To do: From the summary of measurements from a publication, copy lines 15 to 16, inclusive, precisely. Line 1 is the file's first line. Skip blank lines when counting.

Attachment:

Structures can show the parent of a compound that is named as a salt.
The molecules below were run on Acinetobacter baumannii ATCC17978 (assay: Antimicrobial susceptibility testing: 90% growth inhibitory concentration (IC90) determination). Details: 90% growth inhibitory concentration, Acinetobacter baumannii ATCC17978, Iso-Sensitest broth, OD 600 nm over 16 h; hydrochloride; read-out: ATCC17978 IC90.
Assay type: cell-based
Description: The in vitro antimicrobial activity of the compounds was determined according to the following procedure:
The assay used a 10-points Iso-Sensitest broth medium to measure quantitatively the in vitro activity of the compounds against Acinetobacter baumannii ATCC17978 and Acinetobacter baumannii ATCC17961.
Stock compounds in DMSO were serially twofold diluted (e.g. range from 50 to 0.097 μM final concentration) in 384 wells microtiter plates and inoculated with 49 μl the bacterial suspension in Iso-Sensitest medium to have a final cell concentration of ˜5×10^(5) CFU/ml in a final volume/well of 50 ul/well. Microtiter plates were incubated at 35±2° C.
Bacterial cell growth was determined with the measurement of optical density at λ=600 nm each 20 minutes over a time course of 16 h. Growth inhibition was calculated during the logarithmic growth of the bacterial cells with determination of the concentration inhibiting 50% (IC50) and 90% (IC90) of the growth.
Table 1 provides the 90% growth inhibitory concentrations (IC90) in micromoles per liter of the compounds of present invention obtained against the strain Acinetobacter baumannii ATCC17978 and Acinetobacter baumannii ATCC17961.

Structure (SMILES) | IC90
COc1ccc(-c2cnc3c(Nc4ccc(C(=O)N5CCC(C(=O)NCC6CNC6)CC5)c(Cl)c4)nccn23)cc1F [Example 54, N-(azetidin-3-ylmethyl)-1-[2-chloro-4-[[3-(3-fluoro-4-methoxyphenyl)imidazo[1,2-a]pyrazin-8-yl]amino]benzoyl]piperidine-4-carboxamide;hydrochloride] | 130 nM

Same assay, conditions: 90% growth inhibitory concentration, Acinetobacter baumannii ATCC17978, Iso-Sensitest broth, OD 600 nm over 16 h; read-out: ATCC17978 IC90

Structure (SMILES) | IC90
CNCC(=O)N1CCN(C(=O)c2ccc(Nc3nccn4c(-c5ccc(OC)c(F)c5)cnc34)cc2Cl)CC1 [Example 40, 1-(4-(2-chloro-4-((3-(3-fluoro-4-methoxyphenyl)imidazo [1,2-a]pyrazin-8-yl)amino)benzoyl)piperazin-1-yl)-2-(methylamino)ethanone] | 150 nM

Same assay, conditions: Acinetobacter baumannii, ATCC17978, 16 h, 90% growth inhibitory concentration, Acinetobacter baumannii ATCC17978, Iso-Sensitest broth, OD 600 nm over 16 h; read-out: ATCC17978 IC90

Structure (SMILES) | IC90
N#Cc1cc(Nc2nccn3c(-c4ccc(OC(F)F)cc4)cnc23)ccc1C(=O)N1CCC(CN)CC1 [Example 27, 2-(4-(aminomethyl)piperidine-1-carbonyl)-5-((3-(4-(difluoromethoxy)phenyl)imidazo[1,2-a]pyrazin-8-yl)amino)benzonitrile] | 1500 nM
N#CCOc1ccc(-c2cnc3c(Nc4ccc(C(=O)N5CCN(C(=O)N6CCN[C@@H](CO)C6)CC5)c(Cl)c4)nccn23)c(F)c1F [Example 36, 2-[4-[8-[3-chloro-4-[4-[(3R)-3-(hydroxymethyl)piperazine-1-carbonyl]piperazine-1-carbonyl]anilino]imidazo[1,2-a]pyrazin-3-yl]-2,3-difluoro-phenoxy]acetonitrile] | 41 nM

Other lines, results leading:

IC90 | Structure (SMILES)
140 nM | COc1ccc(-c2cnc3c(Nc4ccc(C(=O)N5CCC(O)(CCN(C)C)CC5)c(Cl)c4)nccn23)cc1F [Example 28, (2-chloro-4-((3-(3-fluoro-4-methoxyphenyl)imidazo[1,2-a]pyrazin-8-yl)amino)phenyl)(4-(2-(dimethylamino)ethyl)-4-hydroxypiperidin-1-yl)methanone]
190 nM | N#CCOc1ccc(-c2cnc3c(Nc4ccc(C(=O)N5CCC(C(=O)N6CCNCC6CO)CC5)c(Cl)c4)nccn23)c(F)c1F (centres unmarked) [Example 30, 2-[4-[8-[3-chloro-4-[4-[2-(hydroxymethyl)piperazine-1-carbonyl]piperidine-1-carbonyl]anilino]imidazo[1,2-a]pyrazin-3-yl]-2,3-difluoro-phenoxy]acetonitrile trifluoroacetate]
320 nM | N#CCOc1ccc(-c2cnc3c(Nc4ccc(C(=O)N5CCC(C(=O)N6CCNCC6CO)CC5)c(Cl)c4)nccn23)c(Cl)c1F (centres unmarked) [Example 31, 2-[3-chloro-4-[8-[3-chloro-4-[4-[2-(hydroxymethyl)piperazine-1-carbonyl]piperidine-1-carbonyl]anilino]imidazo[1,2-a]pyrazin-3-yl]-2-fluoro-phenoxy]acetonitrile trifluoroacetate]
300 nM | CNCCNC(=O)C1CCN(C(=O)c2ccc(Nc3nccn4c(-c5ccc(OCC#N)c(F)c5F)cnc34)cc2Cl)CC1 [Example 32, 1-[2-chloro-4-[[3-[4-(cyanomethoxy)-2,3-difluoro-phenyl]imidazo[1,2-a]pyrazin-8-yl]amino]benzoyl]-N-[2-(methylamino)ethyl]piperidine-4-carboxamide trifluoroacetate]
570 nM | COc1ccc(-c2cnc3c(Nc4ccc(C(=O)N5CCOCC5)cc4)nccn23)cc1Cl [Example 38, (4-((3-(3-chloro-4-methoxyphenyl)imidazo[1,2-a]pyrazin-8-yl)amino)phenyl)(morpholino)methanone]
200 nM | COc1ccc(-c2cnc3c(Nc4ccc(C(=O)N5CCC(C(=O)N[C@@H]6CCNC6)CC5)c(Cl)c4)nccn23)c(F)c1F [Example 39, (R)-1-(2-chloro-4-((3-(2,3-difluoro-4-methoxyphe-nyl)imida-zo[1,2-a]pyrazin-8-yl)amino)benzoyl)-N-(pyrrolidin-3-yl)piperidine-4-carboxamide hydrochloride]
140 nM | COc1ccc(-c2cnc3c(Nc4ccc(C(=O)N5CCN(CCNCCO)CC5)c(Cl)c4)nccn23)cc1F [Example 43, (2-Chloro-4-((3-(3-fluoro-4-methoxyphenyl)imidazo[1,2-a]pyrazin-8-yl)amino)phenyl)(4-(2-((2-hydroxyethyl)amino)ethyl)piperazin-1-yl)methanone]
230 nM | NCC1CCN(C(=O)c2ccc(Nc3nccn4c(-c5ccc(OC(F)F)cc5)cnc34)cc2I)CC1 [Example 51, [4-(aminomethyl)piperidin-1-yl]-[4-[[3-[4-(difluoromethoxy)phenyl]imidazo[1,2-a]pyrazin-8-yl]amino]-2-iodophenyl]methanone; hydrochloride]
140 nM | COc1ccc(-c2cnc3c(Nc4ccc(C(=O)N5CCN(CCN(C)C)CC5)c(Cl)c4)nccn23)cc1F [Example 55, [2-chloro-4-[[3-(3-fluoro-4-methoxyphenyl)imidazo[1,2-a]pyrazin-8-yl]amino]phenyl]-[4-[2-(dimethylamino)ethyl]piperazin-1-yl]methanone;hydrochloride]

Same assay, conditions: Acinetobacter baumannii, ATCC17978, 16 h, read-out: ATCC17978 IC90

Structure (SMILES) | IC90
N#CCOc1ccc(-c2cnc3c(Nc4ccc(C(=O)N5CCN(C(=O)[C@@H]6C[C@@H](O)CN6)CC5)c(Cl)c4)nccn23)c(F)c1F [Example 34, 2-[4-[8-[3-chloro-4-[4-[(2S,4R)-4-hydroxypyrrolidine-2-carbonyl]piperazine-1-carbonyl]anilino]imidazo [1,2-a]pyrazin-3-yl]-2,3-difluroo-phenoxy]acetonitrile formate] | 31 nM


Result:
Structure (SMILES) | IC90
N#Cc1cc(Nc2nccn3c(-c4ccc(OC(F)F)cc4)cnc23)ccc1C(=O)N1CCC(CN)CC1 [Example 27, 2-(4-(aminomethyl)piperidine-1-carbonyl)-5-((3-(4-(difluoromethoxy)phenyl)imidazo[1,2-a]pyrazin-8-yl)amino)benzonitrile] | 1500 nM